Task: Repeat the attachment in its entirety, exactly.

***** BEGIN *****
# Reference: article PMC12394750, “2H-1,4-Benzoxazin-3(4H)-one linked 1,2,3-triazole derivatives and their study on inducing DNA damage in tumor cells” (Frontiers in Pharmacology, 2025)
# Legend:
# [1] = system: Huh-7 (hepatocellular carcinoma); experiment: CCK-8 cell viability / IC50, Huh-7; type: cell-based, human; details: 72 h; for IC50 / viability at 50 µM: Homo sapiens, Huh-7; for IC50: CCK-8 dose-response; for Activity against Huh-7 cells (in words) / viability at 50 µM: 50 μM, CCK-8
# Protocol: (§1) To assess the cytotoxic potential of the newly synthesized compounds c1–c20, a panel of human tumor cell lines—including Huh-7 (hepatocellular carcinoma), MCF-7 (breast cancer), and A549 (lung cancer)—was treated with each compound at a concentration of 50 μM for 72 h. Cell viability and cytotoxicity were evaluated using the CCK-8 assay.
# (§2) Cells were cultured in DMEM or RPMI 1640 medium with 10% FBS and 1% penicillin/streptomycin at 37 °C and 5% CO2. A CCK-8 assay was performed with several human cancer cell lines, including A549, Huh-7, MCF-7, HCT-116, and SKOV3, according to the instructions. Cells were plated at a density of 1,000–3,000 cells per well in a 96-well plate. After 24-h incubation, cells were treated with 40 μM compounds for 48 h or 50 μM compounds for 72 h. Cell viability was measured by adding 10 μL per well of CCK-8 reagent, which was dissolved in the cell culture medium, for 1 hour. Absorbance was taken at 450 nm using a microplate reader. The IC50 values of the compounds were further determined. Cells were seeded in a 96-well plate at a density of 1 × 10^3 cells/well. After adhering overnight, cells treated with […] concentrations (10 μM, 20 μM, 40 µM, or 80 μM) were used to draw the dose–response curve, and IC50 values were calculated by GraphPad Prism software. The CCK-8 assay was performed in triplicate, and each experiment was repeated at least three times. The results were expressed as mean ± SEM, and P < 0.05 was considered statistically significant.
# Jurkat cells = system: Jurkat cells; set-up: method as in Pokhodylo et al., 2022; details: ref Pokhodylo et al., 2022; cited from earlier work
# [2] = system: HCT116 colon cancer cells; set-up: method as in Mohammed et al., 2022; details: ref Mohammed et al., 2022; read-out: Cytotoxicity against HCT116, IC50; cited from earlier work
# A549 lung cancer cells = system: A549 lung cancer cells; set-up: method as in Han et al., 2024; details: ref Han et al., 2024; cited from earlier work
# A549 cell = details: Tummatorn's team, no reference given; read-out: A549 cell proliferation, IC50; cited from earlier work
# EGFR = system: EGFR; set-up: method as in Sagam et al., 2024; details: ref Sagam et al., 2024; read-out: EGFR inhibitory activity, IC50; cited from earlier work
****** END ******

# Reference: article PMC12394750, “2H-1,4-Benzoxazin-3(4H)-one linked 1,2,3-triazole derivatives and their study on inducing DNA damage in tumor cells” (Frontiers in Pharmacology, 2025)
# Legend:
# [1] = system: Huh-7 (hepatocellular carcinoma); experiment: CCK-8 cell viability / IC50, Huh-7; type: cell-based, human; details: 72 h; for IC50 / viability at 50 µM: Homo sapiens, Huh-7; for IC50: CCK-8 dose-response; for Activity against Huh-7 cells (in words) / viability at 50 µM: 50 μM, CCK-8
# Protocol: (§1) To assess the cytotoxic potential of the newly synthesized compounds c1–c20, a panel of human tumor cell lines—including Huh-7 (hepatocellular carcinoma), MCF-7 (breast cancer), and A549 (lung cancer)—was treated with each compound at a concentration of 50 μM for 72 h. Cell viability and cytotoxicity were evaluated using the CCK-8 assay.
# (§2) Cells were cultured in DMEM or RPMI 1640 medium with 10% FBS and 1% penicillin/streptomycin at 37 °C and 5% CO2. A CCK-8 assay was performed with several human cancer cell lines, including A549, Huh-7, MCF-7, HCT-116, and SKOV3, according to the instructions. Cells were plated at a density of 1,000–3,000 cells per well in a 96-well plate. After 24-h incubation, cells were treated with 40 μM compounds for 48 h or 50 μM compounds for 72 h. Cell viability was measured by adding 10 μL per well of CCK-8 reagent, which was dissolved in the cell culture medium, for 1 hour. Absorbance was taken at 450 nm using a microplate reader. The IC50 values of the compounds were further determined. Cells were seeded in a 96-well plate at a density of 1 × 10^3 cells/well. After adhering overnight, cells treated with […] concentrations (10 μM, 20 μM, 40 µM, or 80 μM) were used to draw the dose–response curve, and IC50 values were calculated by GraphPad Prism software. The CCK-8 assay was performed in triplicate, and each experiment was repeated at least three times. The results were expressed as mean ± SEM, and P < 0.05 was considered statistically significant.
# Jurkat cells = system: Jurkat cells; set-up: method as in Pokhodylo et al., 2022; details: ref Pokhodylo et al., 2022; cited from earlier work
# [2] = system: HCT116 colon cancer cells; set-up: method as in Mohammed et al., 2022; details: ref Mohammed et al., 2022; read-out: Cytotoxicity against HCT116, IC50; cited from earlier work
# A549 lung cancer cells = system: A549 lung cancer cells; set-up: method as in Han et al., 2024; details: ref Han et al., 2024; cited from earlier work
# A549 cell = details: Tummatorn's team, no reference given; read-out: A549 cell proliferation, IC50; cited from earlier work
# EGFR = system: EGFR; set-up: method as in Sagam et al., 2024; details: ref Sagam et al., 2024; read-out: EGFR inhibitory activity, IC50; cited from earlier work